U.S. District Court for the District of California

Two days later, Coleman was taken into custody by federal agents at the San Ysidro, California Port of Entry. In a subsequent interview with the FBI, Coleman confessed to stabbing Kaleo and Roxy to death with the speargun, saying he ditched their bloody clothes in a trash bin near Tijuana, according to the warrant.

Coleman explained to agents that he had started noticing “strange coincidences” five or six days earlier, discussing “QAnon and Illuminati conspiracy theories as well as Strong’s numbers (an index of every word in the Bible),” the warrant goes on. “He said visions and signs revealed that his wife, A.C., possessed serpent DNA (M. Coleman mentioned that he was not sure if his wife was a shape shifter) and had passed it onto his children and that all things were pointing to the idea that his children have corrupted DNA that will spread if something is not done about it. M. Coleman explained that he was either crazy or the only person that is left on Earth that is a true man, and that while he was in Mexico—before killing his children—M. Coleman laid in bed seeing all the pieces being decoded like ‘The Matrix,’ and he was Neo. M. Coleman also discussed time travel, teleportation, [Roxy] and [Kaleo] telling him about babies being placed in fireworks, food, and walls.”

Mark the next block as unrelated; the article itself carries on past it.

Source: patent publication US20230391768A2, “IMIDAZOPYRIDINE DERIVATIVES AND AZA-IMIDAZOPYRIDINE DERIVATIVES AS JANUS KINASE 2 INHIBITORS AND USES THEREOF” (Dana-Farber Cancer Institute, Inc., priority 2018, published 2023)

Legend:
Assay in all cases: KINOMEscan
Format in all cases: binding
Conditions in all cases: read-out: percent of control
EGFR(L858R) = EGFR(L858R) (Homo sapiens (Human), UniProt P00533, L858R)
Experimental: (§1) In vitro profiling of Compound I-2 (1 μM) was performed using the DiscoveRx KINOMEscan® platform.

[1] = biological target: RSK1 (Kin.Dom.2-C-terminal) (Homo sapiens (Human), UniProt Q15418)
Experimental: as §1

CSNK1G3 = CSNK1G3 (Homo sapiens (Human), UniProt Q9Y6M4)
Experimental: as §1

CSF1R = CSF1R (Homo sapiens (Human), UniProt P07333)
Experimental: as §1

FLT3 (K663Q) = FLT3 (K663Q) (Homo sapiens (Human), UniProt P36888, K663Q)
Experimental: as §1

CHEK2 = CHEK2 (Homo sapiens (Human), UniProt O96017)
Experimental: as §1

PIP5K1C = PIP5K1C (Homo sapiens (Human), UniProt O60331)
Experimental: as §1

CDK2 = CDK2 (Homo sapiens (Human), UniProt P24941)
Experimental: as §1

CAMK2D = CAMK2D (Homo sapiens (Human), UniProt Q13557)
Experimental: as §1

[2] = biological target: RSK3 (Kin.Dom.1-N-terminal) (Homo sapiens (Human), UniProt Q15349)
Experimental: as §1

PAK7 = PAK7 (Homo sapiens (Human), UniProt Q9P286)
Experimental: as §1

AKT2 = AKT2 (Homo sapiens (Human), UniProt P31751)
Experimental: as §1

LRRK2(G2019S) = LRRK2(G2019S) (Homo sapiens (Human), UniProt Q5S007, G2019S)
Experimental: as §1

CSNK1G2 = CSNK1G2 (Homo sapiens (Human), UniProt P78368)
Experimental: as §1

Coleman claimed that Q was communicating with him directly, telling agents that he “eventually…saw the big picture that he had to kill his children to prevent them from becoming an alien species that would release carnage over the Earth.” Coleman “said he knew what he did was wrong, but it was the only course of action that would save the world,” the warrant states.

During the interview, Coleman demonstrated a series of hand signals he said proved someone was part of the conspiracy and showed their allegiance, according to the warrant. He said he had scrolled through Instagram and took screenshots of various people making the hand signs, and although he said he no longer used Facebook, he had done a search of a friend’s account and saw a picture of him making one of the gestures over his eye. Coleman told agents that he “knew that the ‘whole thing was a setup’ and ‘they’ were using people” to get him.